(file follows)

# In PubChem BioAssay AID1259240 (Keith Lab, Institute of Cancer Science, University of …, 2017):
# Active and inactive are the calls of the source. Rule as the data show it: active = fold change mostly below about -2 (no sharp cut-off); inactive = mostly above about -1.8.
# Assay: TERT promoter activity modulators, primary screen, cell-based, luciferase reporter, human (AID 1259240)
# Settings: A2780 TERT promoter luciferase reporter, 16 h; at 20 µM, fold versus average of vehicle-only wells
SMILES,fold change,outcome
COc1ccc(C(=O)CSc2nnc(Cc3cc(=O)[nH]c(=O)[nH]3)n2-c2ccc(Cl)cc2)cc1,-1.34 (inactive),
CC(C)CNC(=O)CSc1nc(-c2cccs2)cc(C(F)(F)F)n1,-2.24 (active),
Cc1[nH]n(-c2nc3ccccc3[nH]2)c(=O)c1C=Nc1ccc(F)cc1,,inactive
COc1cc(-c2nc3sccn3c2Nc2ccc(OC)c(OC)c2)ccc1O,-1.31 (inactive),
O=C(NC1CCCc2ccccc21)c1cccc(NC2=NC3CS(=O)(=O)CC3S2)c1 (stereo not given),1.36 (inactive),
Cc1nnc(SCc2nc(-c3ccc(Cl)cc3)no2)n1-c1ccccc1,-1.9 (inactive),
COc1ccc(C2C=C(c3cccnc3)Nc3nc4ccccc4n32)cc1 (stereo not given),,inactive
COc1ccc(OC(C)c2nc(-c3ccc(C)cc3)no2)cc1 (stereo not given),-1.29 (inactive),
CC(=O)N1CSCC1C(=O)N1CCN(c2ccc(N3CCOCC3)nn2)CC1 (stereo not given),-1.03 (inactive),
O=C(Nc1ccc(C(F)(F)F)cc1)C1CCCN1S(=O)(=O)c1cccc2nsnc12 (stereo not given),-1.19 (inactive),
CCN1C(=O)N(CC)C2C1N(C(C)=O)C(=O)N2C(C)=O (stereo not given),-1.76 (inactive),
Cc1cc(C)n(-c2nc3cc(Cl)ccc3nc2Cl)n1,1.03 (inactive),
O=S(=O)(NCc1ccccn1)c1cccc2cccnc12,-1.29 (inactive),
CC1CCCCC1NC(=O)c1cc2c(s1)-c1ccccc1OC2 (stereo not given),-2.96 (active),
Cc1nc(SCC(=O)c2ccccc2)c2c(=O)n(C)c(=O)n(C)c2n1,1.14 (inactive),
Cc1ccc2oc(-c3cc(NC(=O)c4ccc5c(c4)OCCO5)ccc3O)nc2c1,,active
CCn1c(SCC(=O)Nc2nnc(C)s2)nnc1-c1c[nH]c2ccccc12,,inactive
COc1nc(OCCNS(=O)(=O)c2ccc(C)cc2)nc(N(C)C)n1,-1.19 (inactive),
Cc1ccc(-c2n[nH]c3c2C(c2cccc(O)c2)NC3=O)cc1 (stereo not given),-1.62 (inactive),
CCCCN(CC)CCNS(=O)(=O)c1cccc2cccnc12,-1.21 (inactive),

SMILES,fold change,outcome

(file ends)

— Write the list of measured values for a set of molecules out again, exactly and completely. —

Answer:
# In PubChem BioAssay AID1259240 (Keith Lab, Institute of Cancer Science, University of …, 2017):
# Active and inactive are the calls of the source. Rule as the data show it: active = fold change mostly below about -2 (no sharp cut-off); inactive = mostly above about -1.8.
# Assay: TERT promoter activity modulators, primary screen, cell-based, luciferase reporter, human (AID 1259240)
# Settings: A2780 TERT promoter luciferase reporter, 16 h; at 20 µM, fold versus average of vehicle-only wells
SMILES,fold change,outcome
COc1ccc(C(=O)CSc2nnc(Cc3cc(=O)[nH]c(=O)[nH]3)n2-c2ccc(Cl)cc2)cc1,-1.34 (inactive),
CC(C)CNC(=O)CSc1nc(-c2cccs2)cc(C(F)(F)F)n1,-2.24 (active),
Cc1[nH]n(-c2nc3ccccc3[nH]2)c(=O)c1C=Nc1ccc(F)cc1,,inactive
COc1cc(-c2nc3sccn3c2Nc2ccc(OC)c(OC)c2)ccc1O,-1.31 (inactive),
O=C(NC1CCCc2ccccc21)c1cccc(NC2=NC3CS(=O)(=O)CC3S2)c1 (stereo not given),1.36 (inactive),
Cc1nnc(SCc2nc(-c3ccc(Cl)cc3)no2)n1-c1ccccc1,-1.9 (inactive),
COc1ccc(C2C=C(c3cccnc3)Nc3nc4ccccc4n32)cc1 (stereo not given),,inactive
COc1ccc(OC(C)c2nc(-c3ccc(C)cc3)no2)cc1 (stereo not given),-1.29 (inactive),
CC(=O)N1CSCC1C(=O)N1CCN(c2ccc(N3CCOCC3)nn2)CC1 (stereo not given),-1.03 (inactive),
O=C(Nc1ccc(C(F)(F)F)cc1)C1CCCN1S(=O)(=O)c1cccc2nsnc12 (stereo not given),-1.19 (inactive),
CCN1C(=O)N(CC)C2C1N(C(C)=O)C(=O)N2C(C)=O (stereo not given),-1.76 (inactive),
Cc1cc(C)n(-c2nc3cc(Cl)ccc3nc2Cl)n1,1.03 (inactive),
O=S(=O)(NCc1ccccn1)c1cccc2cccnc12,-1.29 (inactive),
CC1CCCCC1NC(=O)c1cc2c(s1)-c1ccccc1OC2 (stereo not given),-2.96 (active),
Cc1nc(SCC(=O)c2ccccc2)c2c(=O)n(C)c(=O)n(C)c2n1,1.14 (inactive),
Cc1ccc2oc(-c3cc(NC(=O)c4ccc5c(c4)OCCO5)ccc3O)nc2c1,,active
CCn1c(SCC(=O)Nc2nnc(C)s2)nnc1-c1c[nH]c2ccccc12,,inactive
COc1nc(OCCNS(=O)(=O)c2ccc(C)cc2)nc(N(C)C)n1,-1.19 (inactive),
Cc1ccc(-c2n[nH]c3c2C(c2cccc(O)c2)NC3=O)cc1 (stereo not given),-1.62 (inactive),
CCCCN(CC)CCNS(=O)(=O)c1cccc2cccnc12,-1.21 (inactive),

SMILES,fold change,outcome